Louis XVI Condemned: January 17, 1793

This text comes from our book, Light to the Nations II: The Making of the Modern World. See sample chapters, here. For ordering information on Light to the Nations II and our other texts, please click here.

A French revolutionary infantry flag. The words on the flag read (from upper left corner, clockwise): King, Nation, Law, Liberty

The Jacobins in the Convention feared Louis XVI. As long as the king was alive, he could be the focal point around which a counterrevolution could form. This threat had to be gotten rid of, and the revolutionaries of the Mountain were determined to get rid of it.

Accusations against the king were easy to find. Chiefly, he was charged with conspiring with foreign enemies against the republic. Agents of the Convention examined the king’s papers in the palace of the Tuileries and discovered evidence that he had been corresponding with the Prussians and the Austrians. On November 3, 1792, the Jacobins presented their allegations of the king’s “treason” to the Convention deputies. The Mountain pushed for a trial, but the Girondins resisted them. Did the Convention have the legal authority to try a man who had formerly been head of state, asked the Girondin deputies? But such bland, legal arguments could not triumph over the desire for revenge. Popular anger, stirred up by the Jacobins, won the day. The trial of Louis XVI was set for early December 1792.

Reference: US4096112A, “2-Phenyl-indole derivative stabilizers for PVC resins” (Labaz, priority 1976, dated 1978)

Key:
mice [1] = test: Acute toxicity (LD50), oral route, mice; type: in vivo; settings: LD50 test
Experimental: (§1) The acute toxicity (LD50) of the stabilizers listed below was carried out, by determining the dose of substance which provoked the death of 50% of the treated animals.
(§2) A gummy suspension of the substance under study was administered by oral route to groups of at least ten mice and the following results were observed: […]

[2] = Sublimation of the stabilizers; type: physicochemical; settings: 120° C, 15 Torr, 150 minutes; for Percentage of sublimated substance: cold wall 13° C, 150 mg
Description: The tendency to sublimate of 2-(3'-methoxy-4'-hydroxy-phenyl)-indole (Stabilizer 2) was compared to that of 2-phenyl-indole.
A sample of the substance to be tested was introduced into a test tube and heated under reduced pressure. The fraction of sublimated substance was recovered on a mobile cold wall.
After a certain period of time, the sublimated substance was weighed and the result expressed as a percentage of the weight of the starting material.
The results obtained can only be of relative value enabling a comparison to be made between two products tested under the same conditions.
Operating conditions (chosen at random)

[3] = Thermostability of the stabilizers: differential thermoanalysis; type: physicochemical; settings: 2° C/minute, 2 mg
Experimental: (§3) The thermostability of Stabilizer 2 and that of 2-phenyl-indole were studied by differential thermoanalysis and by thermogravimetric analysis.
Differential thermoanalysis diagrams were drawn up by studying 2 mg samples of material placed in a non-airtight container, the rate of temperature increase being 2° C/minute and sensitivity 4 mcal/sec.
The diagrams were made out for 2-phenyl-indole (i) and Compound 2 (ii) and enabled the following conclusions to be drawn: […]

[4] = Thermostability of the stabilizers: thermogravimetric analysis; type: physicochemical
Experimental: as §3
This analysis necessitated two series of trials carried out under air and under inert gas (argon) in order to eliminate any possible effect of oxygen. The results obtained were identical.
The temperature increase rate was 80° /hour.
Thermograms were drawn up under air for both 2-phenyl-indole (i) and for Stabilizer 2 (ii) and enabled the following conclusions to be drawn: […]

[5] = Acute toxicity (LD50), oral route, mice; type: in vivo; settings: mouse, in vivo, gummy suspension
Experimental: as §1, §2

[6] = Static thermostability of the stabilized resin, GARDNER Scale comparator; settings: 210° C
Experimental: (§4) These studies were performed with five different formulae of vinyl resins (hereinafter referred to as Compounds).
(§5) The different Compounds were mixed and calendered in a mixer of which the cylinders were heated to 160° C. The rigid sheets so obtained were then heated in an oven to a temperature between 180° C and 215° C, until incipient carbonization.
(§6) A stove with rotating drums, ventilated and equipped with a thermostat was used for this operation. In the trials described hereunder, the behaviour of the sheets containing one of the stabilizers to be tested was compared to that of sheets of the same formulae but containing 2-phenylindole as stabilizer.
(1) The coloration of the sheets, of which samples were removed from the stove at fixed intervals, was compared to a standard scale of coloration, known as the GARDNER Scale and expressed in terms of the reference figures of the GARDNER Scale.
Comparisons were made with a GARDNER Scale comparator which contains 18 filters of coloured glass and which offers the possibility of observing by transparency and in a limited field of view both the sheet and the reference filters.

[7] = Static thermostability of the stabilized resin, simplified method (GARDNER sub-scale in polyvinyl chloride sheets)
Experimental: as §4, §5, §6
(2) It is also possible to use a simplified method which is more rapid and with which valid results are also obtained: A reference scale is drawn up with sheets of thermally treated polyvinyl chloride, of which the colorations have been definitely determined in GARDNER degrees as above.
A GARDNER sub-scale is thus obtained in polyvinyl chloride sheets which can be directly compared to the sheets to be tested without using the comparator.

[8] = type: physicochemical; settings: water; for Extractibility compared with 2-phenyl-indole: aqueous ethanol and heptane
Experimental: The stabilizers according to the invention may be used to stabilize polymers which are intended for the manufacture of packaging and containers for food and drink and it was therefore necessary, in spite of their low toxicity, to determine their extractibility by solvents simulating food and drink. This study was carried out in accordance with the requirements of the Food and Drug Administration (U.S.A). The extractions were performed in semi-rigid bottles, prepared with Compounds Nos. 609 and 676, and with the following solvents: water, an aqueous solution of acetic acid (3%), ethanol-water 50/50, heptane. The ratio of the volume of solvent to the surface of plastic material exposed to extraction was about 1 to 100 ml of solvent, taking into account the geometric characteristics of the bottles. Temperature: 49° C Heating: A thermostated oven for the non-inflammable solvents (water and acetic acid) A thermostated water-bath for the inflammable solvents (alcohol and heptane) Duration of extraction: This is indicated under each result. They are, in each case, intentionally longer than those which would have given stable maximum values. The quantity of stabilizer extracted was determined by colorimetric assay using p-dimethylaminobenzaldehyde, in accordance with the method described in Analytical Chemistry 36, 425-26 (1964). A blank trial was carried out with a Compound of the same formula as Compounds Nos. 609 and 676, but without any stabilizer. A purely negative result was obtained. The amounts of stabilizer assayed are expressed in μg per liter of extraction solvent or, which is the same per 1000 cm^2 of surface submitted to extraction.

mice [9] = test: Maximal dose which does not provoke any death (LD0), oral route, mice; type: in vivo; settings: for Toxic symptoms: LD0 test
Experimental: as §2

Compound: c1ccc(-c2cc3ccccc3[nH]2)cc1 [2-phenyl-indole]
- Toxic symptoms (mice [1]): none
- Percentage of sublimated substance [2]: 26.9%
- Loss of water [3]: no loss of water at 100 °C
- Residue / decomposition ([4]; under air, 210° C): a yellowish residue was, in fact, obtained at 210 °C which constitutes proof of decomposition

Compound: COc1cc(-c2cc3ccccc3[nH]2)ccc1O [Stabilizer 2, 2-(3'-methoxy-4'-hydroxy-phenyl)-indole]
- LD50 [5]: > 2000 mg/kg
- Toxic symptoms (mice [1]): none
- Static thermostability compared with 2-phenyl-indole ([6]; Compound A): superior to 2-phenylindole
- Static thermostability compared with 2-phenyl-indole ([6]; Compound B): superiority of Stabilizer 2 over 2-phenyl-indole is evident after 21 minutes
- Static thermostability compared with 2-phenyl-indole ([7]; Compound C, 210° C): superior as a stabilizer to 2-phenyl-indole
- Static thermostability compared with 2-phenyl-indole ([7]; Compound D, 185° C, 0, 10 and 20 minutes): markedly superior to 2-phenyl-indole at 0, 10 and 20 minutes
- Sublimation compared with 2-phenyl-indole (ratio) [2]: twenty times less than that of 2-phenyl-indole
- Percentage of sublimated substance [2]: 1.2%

On December 10, a committee presented its indictment of the king before the Convention. The next day, Louis himself and his three lawyers appeared before the Convention. For the next two weeks, the deputies debated; Girondin members sought to save the king, and the Jacobins pushed for his condemnation. (more…)



This Week in History

Wilson Issues “Fourteen Points” for Peace: January 8, 1918